would make the balance go negative.
Important! In order to make sure your trace always looks valid
to our grading scripts, print the output for each action before
releasing the lock. Otherwise even though you are carrying out
the actions in the right order, the trace may appear to be invalid.
Here is what should occur for each transaction type. For all print
statements, put ", " (comma followed by space) between each field, and
end each line with a digit. Amounts printed do not have leading
zeros, but account numbers may have leading zeros.
O - Open an account. (That's the letter O, not a zero.)
Check whether the account already exists at the bank. If not, and if
the amount is 0.00, add the account to the bank, and print out
ATM file, OP, account number, 0.00, 0.00
For example, if the file atm1.txt contained the line
12345678 O 0.00 and the account 12345678 did not already
exist, then your output would be atm1.txt, OP, 12345678, 0.00,
(This adds the account to bank. A later D transaction will
add money to account.) If the account already exists, or if the
transaction has a non-zero Amount, print out
ATM file, XO, account number, 0.00, current balance
For example, given the same transaction as above but the account
12345678 was already open with $37.52 in it, the output would be
atm1.txt, XO, 12345678, 0.00, 37.52
- C - Close an account. Check whether the account exists.
If so, print out
ATM file, CL, account number, current balance, 0.00
Also, remove the account number from the bank. If the account does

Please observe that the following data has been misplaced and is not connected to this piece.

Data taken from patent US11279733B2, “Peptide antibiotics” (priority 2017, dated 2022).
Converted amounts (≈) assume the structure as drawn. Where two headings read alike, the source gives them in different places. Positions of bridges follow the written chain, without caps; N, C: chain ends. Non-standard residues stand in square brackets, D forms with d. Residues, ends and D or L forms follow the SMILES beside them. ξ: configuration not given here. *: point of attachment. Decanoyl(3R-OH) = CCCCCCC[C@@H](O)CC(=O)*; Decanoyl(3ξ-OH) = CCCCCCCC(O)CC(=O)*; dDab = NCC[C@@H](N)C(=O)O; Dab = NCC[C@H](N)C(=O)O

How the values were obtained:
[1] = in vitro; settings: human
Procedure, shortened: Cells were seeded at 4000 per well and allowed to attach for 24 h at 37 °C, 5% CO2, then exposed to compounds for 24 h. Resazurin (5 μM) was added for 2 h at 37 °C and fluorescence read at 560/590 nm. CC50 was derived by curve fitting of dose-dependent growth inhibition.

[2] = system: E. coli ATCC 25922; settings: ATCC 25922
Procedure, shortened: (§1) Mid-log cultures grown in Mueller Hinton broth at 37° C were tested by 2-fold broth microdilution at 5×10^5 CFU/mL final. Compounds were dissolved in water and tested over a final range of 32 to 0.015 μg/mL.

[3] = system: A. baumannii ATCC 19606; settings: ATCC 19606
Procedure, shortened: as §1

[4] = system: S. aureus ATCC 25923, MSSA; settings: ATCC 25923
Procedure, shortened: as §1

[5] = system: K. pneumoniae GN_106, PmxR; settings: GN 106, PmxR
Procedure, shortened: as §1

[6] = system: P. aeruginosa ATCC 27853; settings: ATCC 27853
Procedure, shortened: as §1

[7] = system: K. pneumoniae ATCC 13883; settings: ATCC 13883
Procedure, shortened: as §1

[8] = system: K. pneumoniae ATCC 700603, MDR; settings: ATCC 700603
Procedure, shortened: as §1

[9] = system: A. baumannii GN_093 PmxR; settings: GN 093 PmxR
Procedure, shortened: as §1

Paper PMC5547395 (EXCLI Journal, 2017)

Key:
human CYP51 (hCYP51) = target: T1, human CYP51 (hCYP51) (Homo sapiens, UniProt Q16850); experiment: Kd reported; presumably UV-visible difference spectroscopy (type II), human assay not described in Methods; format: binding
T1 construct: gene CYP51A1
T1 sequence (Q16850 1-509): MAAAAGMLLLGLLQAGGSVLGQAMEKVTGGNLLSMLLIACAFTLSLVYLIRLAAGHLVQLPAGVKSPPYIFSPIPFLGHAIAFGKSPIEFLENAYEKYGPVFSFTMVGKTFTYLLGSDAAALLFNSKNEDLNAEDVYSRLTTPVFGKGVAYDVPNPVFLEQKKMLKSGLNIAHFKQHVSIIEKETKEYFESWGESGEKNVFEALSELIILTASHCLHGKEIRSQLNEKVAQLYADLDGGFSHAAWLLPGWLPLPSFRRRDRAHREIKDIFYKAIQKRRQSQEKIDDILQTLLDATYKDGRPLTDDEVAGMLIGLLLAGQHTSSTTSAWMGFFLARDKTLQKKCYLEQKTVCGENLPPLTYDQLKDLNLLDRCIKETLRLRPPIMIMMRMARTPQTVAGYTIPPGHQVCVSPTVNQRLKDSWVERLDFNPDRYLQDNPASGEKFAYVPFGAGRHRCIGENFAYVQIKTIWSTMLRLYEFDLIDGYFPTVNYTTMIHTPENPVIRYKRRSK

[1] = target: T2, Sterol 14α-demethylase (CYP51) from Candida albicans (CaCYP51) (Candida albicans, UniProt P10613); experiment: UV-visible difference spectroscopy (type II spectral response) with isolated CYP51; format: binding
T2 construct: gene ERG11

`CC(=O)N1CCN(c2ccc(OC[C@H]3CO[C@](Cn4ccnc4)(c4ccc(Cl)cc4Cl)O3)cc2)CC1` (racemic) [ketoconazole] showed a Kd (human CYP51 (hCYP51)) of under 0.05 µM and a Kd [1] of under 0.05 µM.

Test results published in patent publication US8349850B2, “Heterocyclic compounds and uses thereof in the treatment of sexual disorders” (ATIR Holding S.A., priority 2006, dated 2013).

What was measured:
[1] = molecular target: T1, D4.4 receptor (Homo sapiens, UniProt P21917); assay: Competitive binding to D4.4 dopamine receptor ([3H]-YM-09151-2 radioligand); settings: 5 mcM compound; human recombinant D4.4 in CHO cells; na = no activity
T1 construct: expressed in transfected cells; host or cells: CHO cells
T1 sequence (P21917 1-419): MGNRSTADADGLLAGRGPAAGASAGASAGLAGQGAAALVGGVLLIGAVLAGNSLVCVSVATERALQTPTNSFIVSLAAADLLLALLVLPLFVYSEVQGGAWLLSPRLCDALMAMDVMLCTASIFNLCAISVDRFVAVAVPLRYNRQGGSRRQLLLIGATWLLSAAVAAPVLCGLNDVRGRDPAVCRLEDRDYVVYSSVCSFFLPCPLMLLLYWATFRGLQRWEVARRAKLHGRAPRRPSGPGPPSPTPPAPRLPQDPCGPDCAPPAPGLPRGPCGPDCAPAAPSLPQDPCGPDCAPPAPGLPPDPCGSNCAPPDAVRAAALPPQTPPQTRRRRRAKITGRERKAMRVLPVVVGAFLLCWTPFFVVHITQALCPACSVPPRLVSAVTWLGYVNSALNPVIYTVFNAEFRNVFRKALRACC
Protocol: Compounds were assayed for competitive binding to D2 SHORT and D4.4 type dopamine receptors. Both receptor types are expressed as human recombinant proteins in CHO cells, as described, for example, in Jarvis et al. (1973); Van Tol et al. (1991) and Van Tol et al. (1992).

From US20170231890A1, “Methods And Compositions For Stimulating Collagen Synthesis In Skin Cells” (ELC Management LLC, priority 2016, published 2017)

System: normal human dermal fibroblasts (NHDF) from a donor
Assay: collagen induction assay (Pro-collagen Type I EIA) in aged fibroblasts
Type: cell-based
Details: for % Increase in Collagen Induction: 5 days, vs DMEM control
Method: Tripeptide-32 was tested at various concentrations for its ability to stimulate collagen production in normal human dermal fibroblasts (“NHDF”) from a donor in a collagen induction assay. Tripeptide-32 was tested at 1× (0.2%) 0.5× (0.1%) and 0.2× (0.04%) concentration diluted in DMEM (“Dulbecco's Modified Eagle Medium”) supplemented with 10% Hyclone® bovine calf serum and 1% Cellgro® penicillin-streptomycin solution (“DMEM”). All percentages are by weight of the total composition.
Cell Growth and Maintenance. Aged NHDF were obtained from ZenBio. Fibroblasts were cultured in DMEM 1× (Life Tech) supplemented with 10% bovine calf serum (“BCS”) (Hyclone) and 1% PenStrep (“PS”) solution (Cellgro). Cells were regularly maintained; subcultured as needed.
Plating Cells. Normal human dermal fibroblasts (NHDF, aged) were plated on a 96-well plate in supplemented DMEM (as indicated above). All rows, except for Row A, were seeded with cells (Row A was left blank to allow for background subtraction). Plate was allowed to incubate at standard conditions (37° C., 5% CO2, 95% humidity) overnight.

not exists, print out
ATM file, XC, account number, 0.00, 0.00
- W - Withdraw from the bank. If the amount is not a
multiple of 10, truncate to the nearest multiple of 10 that is less
than the specified amount, and continue as usual. Check whether the
account exists with sufficient funds. If so, print out
ATM file, WI, account number, amount withdrawn, current balance
and update the balance in the bank. If the balance is too low, print out
ATM file, WX, account number, 0.00, current balance
and do not change the amount in the account. If the account does not
exist, print out
ATM file, XW, 00000000, 0.00, 0.00
- D - Deposit. Check whether the account exists. If so,
then print out
ATM file, DE, account number, amount deposited, current balance
If the deposit is too large, then add $9999.99 to the account, and
ATM file, DE, account number, 9999.99, current balance
(Wait---what happened to the rest of the money I deposited?! It's just a
simulation, so don't worry about it.) If the account number is not
valid, print out
ATM file, XD, 00000000, 0.00, 0.00
- N - Notify withdrawal. The semantics for this
transaction are the same as W, with the following exception:
If the account exists but the balance is too low to perform the